The World Health Organisation (WHO) has warned livestock farmers and food producers globally to stop using antibiotics on healthy animals.
“The WHO strongly recommends an overall reduction in the use of all classes of medically important antibiotics in food producing animals, including complete restriction of these antibiotics for growth promotion and disease prevention without diagnosis,” the organisation said at the launch of a set of guidelines for the use of antimicrobials in food producing animals.
The WHO said the over-use and abuse of antibiotics in animals and humans contributes to the rising threat of antibiotic resistance, threatening the future health of human populations.
“Approximately 80% of the total consumption of medically important antibiotics is in the animal sector, largely for growth promotion in healthy animals.”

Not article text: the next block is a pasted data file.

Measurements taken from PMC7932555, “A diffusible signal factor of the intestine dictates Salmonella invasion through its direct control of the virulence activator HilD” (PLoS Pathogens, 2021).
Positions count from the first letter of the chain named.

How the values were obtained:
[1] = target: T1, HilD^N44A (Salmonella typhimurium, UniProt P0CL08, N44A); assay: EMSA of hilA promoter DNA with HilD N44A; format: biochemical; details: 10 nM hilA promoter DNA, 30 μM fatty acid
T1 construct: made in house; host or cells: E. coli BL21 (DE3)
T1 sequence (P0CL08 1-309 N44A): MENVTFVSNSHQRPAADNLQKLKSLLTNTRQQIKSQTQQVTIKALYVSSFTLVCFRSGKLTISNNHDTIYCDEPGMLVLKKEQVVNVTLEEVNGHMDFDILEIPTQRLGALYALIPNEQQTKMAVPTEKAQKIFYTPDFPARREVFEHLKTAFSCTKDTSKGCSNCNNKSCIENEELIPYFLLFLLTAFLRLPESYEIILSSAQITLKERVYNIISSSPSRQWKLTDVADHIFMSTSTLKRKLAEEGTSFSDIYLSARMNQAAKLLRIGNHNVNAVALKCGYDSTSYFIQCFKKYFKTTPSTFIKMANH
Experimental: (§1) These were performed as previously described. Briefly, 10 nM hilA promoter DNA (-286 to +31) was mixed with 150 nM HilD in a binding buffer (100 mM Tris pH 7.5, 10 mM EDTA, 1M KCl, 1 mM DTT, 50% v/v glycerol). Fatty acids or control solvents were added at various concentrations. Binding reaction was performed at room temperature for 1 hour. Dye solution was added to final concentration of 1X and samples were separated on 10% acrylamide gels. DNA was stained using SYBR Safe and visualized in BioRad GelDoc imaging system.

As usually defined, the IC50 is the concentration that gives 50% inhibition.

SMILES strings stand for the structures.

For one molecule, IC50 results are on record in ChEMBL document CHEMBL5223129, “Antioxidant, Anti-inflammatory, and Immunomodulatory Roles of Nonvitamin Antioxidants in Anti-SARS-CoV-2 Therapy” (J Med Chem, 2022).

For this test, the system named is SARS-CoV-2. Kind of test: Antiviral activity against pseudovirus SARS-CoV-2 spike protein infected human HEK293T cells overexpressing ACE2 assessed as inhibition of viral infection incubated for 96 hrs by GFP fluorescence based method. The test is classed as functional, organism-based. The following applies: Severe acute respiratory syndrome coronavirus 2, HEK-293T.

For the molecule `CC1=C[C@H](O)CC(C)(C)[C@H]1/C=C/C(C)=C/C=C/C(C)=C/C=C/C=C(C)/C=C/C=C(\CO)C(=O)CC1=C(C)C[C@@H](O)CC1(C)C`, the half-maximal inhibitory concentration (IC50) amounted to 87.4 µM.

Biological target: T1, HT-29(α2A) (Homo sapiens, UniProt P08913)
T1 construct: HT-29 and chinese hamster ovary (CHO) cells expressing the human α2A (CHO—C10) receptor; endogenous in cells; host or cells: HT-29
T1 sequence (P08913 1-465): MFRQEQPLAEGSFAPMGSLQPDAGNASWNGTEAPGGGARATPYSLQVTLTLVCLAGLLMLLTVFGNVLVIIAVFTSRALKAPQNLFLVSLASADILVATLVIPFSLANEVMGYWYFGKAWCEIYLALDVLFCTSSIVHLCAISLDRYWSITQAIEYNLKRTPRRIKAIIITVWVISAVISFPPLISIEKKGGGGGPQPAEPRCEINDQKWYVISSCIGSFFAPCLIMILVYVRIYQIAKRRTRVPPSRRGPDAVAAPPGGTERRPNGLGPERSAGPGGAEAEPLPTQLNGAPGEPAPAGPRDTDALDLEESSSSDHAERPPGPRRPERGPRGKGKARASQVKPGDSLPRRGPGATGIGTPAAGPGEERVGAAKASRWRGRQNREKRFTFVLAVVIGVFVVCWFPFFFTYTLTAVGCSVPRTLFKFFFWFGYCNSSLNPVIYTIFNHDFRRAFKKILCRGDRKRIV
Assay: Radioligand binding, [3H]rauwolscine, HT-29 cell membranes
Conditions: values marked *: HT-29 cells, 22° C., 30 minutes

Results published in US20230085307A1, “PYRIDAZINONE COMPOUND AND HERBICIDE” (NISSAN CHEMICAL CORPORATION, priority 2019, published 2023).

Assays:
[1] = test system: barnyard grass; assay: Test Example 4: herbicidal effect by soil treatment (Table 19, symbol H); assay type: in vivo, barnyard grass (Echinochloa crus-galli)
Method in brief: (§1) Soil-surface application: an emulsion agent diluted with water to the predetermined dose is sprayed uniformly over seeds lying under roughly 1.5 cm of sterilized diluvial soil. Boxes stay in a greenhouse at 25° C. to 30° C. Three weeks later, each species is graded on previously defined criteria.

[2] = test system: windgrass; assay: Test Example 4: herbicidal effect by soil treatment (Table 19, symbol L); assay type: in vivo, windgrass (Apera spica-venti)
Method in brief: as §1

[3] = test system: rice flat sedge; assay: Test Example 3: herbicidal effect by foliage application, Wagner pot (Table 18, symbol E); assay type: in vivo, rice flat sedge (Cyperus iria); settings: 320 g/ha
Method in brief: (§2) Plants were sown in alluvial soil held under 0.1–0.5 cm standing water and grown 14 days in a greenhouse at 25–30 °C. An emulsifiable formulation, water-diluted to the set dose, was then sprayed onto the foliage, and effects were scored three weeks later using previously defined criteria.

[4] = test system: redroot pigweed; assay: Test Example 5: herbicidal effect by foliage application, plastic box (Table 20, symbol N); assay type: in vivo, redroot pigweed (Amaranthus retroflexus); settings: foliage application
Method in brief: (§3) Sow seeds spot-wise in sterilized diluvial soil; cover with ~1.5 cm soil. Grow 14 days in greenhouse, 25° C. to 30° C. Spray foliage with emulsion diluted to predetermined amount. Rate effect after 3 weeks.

Humans and food producing animals share the same or similar antibiotics to treat bacterial infections and in the case of animals, also to prevent disease and promote growth. This means antibiotic resistant bacteria that develops in animals due to overuse can also be transmitted to humans.
The organisation advises farmers to only administer antibiotics to healthy animals to prevent disease if it has already been diagnosed in animals in the same flock, herd or fish population.
Farmers should, where possible, test sick animals so the most effective and prudent antibiotics can be identified to treat a specific infection. They must also rather choose treatment with antibiotics that is “the least important to human health.”
In an effort to curb the rise of antimicrobial resistance due to the overuse of antibiotics, the WHO put together “Guidelines on use of medically important antimicrobials in food-producing animals.”
The guidelines were put together with evidence-based recommendations and best-practice statements on use of medically important antimicrobials.